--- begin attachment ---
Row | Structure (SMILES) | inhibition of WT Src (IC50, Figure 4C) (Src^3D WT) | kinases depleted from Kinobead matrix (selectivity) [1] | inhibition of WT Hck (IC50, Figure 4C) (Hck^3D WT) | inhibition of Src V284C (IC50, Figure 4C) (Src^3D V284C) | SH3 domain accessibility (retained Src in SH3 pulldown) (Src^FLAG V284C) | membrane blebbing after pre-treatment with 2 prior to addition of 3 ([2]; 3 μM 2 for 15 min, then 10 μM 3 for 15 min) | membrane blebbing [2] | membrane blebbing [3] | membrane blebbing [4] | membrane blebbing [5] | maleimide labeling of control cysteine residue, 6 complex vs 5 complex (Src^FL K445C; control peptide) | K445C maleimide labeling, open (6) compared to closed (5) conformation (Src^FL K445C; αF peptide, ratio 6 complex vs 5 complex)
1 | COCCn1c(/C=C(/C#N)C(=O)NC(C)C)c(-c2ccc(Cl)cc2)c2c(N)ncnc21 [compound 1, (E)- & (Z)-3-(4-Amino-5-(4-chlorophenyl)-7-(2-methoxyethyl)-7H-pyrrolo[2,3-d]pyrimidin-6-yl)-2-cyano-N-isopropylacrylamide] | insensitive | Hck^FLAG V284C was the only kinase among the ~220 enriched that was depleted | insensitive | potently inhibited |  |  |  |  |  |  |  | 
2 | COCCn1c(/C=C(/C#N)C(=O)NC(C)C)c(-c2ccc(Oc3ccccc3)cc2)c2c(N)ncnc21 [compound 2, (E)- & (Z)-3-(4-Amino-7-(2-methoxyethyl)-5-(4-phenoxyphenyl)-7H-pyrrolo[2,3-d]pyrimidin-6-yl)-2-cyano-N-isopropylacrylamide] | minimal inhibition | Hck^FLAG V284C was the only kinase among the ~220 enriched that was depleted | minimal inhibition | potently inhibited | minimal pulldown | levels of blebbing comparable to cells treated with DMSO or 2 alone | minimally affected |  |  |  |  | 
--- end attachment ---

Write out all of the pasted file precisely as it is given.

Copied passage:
Row | Structure (SMILES) | inhibition of WT Src (IC50, Figure 4C) (Src^3D WT) | kinases depleted from Kinobead matrix (selectivity) [1] | inhibition of WT Hck (IC50, Figure 4C) (Hck^3D WT) | inhibition of Src V284C (IC50, Figure 4C) (Src^3D V284C) | SH3 domain accessibility (retained Src in SH3 pulldown) (Src^FLAG V284C) | membrane blebbing after pre-treatment with 2 prior to addition of 3 ([2]; 3 μM 2 for 15 min, then 10 μM 3 for 15 min) | membrane blebbing [2] | membrane blebbing [3] | membrane blebbing [4] | membrane blebbing [5] | maleimide labeling of control cysteine residue, 6 complex vs 5 complex (Src^FL K445C; control peptide) | K445C maleimide labeling, open (6) compared to closed (5) conformation (Src^FL K445C; αF peptide, ratio 6 complex vs 5 complex)
1 | COCCn1c(/C=C(/C#N)C(=O)NC(C)C)c(-c2ccc(Cl)cc2)c2c(N)ncnc21 [compound 1, (E)- & (Z)-3-(4-Amino-5-(4-chlorophenyl)-7-(2-methoxyethyl)-7H-pyrrolo[2,3-d]pyrimidin-6-yl)-2-cyano-N-isopropylacrylamide] | insensitive | Hck^FLAG V284C was the only kinase among the ~220 enriched that was depleted | insensitive | potently inhibited |  |  |  |  |  |  |  | 
2 | COCCn1c(/C=C(/C#N)C(=O)NC(C)C)c(-c2ccc(Oc3ccccc3)cc2)c2c(N)ncnc21 [compound 2, (E)- & (Z)-3-(4-Amino-7-(2-methoxyethyl)-5-(4-phenoxyphenyl)-7H-pyrrolo[2,3-d]pyrimidin-6-yl)-2-cyano-N-isopropylacrylamide] | minimal inhibition | Hck^FLAG V284C was the only kinase among the ~220 enriched that was depleted | minimal inhibition | potently inhibited | minimal pulldown | levels of blebbing comparable to cells treated with DMSO or 2 alone | minimally affected |  |  |  |  | 